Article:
He was born in Breslau, Germany and from 1886 until 1891 he studied at the University of Heidelberg under Robert Bunsen, at the University of Berlin in the group of A. W. Hoffmann, and at the Technical College of Charlottenburg (today the Technical University of Berlin) under Carl Liebermann. He married Clara Immerwahr in 1901. Before starting his own academic career he worked at his father's chemical business and in the Institute of Technology in Zürich with Georg Lunge. During his time in Karlsruhe from 1894 until 1911 he and Carl Bosch developed the Haber process, which is the catalytic formation of ammonia from hydrogen and atmospheric nitrogen under conditions of high temperature and high pressure. In 1918, he received the Nobel Prize in Chemistry for this work. The Haber-Bosch process was a milestone in industrial chemistry, because it divorced the production of nitrogen products, such as fertilizer, explosives and chemical feedstocks, from natural deposits, especially sodium nitrate ('Caliche'), of which Chile was a major producer. The sudden availability of cheap nitrogenous fertilizer is credited with averting a Malthusian catastrophe, or population crisis.
He was also active in the research of combustion reactions, the separation of gold from sea water, adsorption effects, and electrochemistry. A large part of his work from 1911 to 1933 was done at the Institute for Physical and Electrochemistry at Berlin-Dahlem. Haber played a major role in the development of chemical warfare in World War I. Part of this work included the development of gas masks with absorbant filters. Gas warfare in WWI was, in a sense, the war of the chemists, with Haber pitted against French Nobel laureate chemist Victor Grignard. His wife opposed his work on poison gas and committed suicide with his service weapon after he personally oversaw the first use of chlorine in Ypres.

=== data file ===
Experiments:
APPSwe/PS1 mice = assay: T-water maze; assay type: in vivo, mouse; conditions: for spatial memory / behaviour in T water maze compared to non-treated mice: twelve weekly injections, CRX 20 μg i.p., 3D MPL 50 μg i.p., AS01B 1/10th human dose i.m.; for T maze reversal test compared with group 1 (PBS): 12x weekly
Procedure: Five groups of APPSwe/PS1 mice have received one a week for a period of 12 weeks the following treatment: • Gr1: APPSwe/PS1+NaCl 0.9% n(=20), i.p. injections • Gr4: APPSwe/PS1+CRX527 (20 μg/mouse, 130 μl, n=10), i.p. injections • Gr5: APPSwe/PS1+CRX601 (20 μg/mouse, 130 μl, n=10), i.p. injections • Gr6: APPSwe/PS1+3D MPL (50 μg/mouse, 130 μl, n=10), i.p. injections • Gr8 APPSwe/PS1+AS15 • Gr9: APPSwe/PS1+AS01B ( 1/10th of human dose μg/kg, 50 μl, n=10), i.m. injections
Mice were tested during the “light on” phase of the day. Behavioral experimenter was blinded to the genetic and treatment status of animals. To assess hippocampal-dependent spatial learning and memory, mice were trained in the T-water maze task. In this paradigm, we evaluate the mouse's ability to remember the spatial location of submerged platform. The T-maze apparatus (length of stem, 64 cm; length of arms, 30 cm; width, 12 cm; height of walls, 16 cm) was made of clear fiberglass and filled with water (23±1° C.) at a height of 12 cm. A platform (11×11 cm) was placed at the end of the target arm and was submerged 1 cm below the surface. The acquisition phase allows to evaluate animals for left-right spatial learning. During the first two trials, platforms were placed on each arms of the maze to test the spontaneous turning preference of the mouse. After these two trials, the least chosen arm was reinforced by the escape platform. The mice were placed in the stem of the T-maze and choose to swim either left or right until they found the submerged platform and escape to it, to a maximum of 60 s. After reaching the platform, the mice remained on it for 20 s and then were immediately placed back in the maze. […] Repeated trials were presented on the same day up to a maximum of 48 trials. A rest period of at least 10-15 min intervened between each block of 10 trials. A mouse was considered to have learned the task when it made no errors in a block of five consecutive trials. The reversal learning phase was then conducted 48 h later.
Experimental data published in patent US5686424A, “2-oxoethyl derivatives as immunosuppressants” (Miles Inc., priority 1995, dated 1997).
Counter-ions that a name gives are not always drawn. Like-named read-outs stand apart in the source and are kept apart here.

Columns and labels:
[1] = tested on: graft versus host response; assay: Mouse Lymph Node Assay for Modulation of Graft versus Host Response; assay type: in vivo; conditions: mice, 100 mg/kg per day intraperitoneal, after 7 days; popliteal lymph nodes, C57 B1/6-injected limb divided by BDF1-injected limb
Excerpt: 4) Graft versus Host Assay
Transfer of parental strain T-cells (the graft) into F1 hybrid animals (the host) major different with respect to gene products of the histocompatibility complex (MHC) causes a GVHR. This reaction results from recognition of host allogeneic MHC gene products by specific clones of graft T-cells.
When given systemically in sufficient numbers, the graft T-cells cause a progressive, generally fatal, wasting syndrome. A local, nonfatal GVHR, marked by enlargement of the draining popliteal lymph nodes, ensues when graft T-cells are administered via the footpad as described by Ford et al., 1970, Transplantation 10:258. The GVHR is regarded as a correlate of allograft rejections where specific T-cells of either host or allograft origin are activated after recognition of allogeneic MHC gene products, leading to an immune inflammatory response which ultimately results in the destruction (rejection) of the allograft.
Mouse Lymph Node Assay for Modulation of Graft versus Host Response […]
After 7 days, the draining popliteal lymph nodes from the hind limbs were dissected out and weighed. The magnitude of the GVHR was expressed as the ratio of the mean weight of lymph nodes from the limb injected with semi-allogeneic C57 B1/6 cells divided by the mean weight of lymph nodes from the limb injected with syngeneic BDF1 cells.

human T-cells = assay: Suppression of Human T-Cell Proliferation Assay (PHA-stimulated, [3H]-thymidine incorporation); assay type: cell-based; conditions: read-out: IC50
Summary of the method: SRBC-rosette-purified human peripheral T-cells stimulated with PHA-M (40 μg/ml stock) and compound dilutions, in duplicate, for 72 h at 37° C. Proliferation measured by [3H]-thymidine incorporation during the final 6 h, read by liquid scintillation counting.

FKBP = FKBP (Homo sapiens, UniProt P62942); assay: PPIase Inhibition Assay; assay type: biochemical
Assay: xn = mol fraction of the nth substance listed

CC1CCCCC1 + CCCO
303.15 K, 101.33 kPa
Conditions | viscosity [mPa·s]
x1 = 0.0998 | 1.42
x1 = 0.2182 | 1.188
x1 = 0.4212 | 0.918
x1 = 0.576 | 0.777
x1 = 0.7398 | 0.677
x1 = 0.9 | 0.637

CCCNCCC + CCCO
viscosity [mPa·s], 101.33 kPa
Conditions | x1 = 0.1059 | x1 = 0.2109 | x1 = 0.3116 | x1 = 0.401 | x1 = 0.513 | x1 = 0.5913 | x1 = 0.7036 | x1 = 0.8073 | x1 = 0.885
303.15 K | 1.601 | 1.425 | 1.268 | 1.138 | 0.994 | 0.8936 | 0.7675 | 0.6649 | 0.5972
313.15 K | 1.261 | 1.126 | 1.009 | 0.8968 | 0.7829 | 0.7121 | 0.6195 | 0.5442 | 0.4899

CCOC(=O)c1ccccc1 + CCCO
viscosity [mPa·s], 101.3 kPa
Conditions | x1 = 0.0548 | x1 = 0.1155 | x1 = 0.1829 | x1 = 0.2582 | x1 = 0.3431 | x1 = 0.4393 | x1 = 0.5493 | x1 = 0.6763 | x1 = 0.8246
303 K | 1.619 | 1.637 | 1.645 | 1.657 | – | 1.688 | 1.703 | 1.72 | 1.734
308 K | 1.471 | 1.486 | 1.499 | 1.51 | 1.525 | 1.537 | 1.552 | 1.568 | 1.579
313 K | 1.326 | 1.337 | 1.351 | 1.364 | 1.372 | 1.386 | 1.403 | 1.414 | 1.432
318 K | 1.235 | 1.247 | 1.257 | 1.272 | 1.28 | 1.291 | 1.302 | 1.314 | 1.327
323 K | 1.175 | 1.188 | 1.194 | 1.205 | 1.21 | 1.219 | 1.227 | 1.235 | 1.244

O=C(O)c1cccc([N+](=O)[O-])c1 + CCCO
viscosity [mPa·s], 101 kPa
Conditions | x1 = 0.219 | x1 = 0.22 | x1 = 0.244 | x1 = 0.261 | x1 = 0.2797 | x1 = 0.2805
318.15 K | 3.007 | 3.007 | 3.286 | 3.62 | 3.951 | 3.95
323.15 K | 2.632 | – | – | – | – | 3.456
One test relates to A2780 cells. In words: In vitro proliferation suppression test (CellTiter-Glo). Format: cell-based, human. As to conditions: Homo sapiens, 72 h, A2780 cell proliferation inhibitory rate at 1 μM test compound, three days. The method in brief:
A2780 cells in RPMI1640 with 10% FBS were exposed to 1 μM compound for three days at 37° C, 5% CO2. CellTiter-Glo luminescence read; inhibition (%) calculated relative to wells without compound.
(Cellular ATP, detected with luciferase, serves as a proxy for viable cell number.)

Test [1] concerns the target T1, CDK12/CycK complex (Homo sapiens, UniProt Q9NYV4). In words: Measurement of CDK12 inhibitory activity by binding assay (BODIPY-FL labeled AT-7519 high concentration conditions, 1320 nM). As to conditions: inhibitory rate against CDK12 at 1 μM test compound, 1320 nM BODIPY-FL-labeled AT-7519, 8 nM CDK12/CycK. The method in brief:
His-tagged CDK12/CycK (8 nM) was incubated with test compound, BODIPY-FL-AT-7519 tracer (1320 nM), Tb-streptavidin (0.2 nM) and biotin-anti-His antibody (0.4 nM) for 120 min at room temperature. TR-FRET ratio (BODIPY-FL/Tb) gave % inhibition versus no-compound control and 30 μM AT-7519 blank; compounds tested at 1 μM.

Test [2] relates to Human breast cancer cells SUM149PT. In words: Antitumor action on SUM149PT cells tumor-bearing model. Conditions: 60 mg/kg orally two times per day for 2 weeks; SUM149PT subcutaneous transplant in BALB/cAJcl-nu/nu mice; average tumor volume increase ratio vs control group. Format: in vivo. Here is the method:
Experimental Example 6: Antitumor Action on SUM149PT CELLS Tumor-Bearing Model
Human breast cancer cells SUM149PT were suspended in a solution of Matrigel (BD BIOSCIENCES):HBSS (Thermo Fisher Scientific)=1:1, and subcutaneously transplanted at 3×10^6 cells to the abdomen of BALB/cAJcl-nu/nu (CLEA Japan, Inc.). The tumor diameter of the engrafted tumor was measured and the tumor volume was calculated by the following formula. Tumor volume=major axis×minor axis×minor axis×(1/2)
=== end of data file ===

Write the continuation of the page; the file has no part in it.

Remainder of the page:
In his studies of the effects of poison gas, Haber found a simple mathematical relationship between the concentration (C) of the gas and the amount of time (t) it was breathed in, expresed as C x t = k, where k is a constant. In other words, exposure to a low level of gas for a long time can cause the same result (e.g. death) as exposure to a high concentration for a short time. This relationship is known as Haber's rule. Haber defended gas warfare against accusations that it was inhumane, saying that death was death, by whatever means it was inflicted. In the 1920s, he developed the cyanide gas formualtion Zyklon B, which was used as an insecticide, especially as a fumigant in grain stores, and also later in the concentration camps.
Being Jewish, he was forced to emigrate by the Nazis in 1934. Haber was a patriotic German who was proud of his service in World War I, for which was decorated. He struggled to cope with the new reality that his enormous contributions to German industry were disregarded during his vilification by the Nazi regime. He died in exile in Basel after a grave illness.